Do Pre-Existing Conditions Affect My Workers Comp Claim?

It’s common for a worker to have a pre-existing condition of some type when they’re injured in an accident at work. While a pre-existing condition doesn’t disqualify you or someone else from receiving worker’s compensation benefits, some insurers will deny a workers’ compensation claim if the person has a pre-existing condition.

Below, we’ll discuss what’s considered a pre-existing condition injury, how pre-existing conditions affect a claim, how to prove that an injury has aggravated a pre-existing condition, and what you can do to help your case.

What Is Considered a Pre-Existing Injury?

A pre-existing injury is an injury that you had before you have a new healthcare plan and is something you have previously received medical care or diagnosis for before entering into the new health plan. These injuries and conditions can be short-term, long-term, or chronic. Examples of pre-existing conditions and injuries include:

  • Arthritis
  • A knee injury or other joint injuries
  • Torn ligaments
  • Degeneration of the spine
  • Fractures

How Do Pre-Existing Health Conditions Affect a Claim?

There are two ways in which a pre-existing condition affects a claim for workers compensation benefits. One way is when a pre-existing medical condition aggravates an injury from work. The other way is if the work injury aggravates a pre-existing condition. The liability shifts depending on if the pre-existing condition happened with a current employer, a previous employer, or occurred in the worker’s personal life.

Before the Affordable Care Act went into effect, insurance companies could deny you coverage if they decided that you had a pre-existing condition. If they didn’t deny you for having a preexisting condition, then they would offer coverage at far higher rates. Once the Affordable Care Act passed, it became illegal for insurance companies to raise rates, offer coverage at inflated rates, or even deny coverage due to a pre-existing condition or injury.

How to Prove an Aggravation of a Pre-Existing Condition

When it comes to a work-related aggravating preexisting condition, the rules vary between states. Some states allow employees to receive benefits for aggravated preexisting injuries, while others deny benefits when they have an aggravated pre-existing injury.

What You Should Do to Help Your Injury Case

When you live with a pre-existing injury, there are a few steps you should take, regardless of the cause of the work-related injury, to help your case. This is because workers’ compensation insurance companies will use any opportunity they can to either deny your claim or reduce the amount of benefits you’ll receive.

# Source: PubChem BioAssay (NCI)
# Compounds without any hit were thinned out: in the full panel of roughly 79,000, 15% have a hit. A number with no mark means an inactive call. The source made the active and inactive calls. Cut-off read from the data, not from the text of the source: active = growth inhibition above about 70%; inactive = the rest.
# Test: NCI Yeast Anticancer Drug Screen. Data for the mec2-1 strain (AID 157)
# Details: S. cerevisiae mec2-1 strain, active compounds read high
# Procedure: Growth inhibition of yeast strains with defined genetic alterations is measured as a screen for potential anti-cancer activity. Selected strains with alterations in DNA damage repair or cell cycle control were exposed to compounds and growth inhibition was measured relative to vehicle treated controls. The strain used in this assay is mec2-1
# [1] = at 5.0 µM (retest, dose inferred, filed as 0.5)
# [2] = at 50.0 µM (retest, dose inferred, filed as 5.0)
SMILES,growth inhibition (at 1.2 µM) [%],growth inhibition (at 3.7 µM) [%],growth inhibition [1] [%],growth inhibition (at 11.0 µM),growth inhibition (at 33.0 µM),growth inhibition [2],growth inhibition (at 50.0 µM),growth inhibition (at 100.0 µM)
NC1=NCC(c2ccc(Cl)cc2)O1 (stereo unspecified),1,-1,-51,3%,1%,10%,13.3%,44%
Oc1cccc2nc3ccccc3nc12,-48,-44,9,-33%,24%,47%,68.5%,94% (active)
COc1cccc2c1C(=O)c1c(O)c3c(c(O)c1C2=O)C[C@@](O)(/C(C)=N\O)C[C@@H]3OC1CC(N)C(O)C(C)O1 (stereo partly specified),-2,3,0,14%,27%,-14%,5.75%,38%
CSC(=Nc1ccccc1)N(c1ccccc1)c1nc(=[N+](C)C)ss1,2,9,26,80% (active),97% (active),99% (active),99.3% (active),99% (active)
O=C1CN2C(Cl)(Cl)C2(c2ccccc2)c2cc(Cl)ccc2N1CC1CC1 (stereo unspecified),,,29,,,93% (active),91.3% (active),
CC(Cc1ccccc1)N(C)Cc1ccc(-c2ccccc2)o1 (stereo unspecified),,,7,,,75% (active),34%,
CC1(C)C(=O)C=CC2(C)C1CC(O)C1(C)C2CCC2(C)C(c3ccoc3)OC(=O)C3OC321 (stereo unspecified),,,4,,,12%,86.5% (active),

Report Your Injury Immediately

The first thing you should do is inform your employer about your injury as soon as possible. The longer you delay reporting your injury, the more likely the insurance companies will believe that your injury isn’t as serious as you’re claiming. Some states have longer deadlines to notify your employee and file a claim, while others have short deadlines.

Consult a Doctor and Follow Medical Requests

When you see a doctor for medical treatment for your work-related injury, you should also give them the important details about your medical history. The insurance company you contact will make specific medical requests, and you must follow those requests.

Hire a Workers’ Comp Attorney

You may find that filing a workers’ compensation claim for a workplace injury when you also have a pre-existing condition is complex. It’s important to file in a way that insurance companies won’t automatically deny your claim based on your preexisting medical condition. That’s where a workers’ compensation attorney comes in handy.

If you’ve been in an accident at work and you have a pre-existing injury, don’t hesitate to reach out to someone who knows Colorado workers’ compensation law intimately and will fight for you. Contact us today to have someone on your side who will do whatever we can to maximize the benefits and compensation you receive.